OSRL History


Oxford Campus Prayer Chapel

Emory University was founded by the Methodist Church, South in 1836, with its original campus in Oxford, Georgia. The Oxford campus prayer chapel was constructed in 1875. Religious and spiritual life on Emory's Oxford campus is overseen by the Oxford College Chaplain. There is also a separate United Methodist church on the Oxford campus, the Allen Memorial United Methodist Church.


Old and new images of Durham Chapel

When Emory's Atlanta campus was established in 1915, the Durham Chapel (now Convocation Hall) was built and served as the official university chapel until 1981, when it was replaced by Cannon Chapel.


Cannon Chapel

Cannon Chapel was intended to serve as a multifaith chapel, serving the academic needs of the Candler School of Theology and the multifaith religious life needs of the university's diverse spiritual communities. There is also a separate United Methodist church on the Atlanta campus, the Glenn Memorial United Methodist Church.


Headshot of Reverend Donald Shockley

The Rev. Donald Shockley served as Emory University Chaplain from 1979-1990. Chaplain Shockley was responsible in part for helping to establish the resources for university spiritual life and for beginning longstanding programs such as the Anatomy Lab Chaplaincy Program. He authored several books including, Campus Ministry: The Church Beyond Itself, and he edited the volume, We Ask Your Blessing: 100 Prayers for Campus Occaasions (iUniverse, 2003). He passed away in 2020.


Headshot of Reverend Susan Henry-Crowe

In 1991, Chaplain Shockley departed Emory and was succeeded by The Rev. Susan Henry-Crowe. During her tenure, in 1997, a planned same-gender commitment ceremony in Emory's Oxford campus chapel was canceled citing a Methodist policy. This cancelation led to a debate over the proper administration of the university's chapels and religious life. The resulting decision was to establish, in 1998, the university-wide Office of the Chapel and Religious Life, as a multifaith chaplaincy overseeing all chapels and religious life at the university, with Henry-Crowe serving as Dean. This office reports to the president of the university and operates within the policies of the university rather than those of any one tradition or denomination.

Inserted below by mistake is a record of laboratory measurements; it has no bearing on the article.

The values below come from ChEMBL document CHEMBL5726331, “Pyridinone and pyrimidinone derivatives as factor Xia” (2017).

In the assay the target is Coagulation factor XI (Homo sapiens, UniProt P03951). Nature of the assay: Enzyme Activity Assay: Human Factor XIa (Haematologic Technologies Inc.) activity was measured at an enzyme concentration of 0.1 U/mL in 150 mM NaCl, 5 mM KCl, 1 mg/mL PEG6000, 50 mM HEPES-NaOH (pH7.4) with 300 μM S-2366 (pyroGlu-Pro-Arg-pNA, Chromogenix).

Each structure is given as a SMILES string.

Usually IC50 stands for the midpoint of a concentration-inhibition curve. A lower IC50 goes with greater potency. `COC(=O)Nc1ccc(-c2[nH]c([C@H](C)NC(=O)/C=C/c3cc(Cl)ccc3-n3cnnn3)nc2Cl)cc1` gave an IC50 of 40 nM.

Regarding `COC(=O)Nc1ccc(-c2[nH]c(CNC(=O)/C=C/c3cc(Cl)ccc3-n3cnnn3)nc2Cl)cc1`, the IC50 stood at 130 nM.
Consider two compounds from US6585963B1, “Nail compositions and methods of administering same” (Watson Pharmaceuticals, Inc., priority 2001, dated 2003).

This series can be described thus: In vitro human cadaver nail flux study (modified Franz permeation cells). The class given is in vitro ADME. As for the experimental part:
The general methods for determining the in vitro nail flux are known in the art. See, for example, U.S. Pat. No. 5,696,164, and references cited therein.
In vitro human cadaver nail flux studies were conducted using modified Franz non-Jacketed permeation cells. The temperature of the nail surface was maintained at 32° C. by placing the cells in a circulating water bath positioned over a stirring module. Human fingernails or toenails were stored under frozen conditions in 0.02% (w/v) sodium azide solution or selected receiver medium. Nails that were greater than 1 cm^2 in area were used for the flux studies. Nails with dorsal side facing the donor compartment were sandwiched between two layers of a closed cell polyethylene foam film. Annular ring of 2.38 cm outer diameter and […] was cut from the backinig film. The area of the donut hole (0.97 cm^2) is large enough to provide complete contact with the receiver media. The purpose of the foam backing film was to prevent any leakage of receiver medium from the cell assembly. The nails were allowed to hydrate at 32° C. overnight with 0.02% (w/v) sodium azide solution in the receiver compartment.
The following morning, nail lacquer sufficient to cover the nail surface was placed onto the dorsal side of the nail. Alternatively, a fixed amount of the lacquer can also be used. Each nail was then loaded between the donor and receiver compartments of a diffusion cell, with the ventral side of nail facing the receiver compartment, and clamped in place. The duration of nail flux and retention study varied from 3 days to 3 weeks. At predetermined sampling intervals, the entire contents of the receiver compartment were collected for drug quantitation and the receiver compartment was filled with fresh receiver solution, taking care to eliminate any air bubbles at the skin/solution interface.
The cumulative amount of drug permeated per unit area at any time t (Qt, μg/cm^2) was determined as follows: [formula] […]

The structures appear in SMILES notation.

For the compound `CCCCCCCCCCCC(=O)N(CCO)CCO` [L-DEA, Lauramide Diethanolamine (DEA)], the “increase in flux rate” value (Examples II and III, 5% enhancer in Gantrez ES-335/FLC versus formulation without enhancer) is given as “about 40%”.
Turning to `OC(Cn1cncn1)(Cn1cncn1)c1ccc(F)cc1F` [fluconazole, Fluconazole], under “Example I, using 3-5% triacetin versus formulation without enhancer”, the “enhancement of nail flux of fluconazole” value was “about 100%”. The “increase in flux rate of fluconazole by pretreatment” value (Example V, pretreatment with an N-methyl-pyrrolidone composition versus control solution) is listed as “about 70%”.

During Dean Henry-Crowe's tenure, the Office of Religious Life's activities developed a more robust interfaith orientation, including the establishment of the Inter-Religious Council (IRC). One of the major programs of the office has been the Journeys of Reconciliation program, in which chaplains, faculty, staff, and students travel together to learn and build relationships in regions while exploring social justice. Destinations have included Bosnia, Cuba, Ireland and Northern Ireland, Israel and Palestine, and South Africa.


Headshot of Reverend Bridgette Young Ross

In 2013, Dean Henry-Crowe left Emory to become general secretary of the United Methodist Church General Board of Church and Society in Washington, D.C., after being named Dean Emerita. In the first search in which the Dean of the Chapel position was open to a non-Methodist, The Rev. Bridgette Young Ross, a United Methodist minister, was selected and appointed as Dean of the Chapel and Spiritual Life in 2014. Dean Ross stepped down in 2018.


Headshot of Reverend Gregory McGonigle

In 2019, a national search was conducted and The Rev. Gregory McGonigle was selected and appointed as Dean of Religious Life and University Chaplain. As a Unitarian Universalist minister, he is Emory's first non-Methodist dean of religious life. He was charged with increasing support for the university's religious and philosophical diversity and helping to expand Emory's spiritual life team, spaces, and programs for Emory's multifaith community today.


(Drawn from: Emory University Archives, OSRL Records 1960-2016.)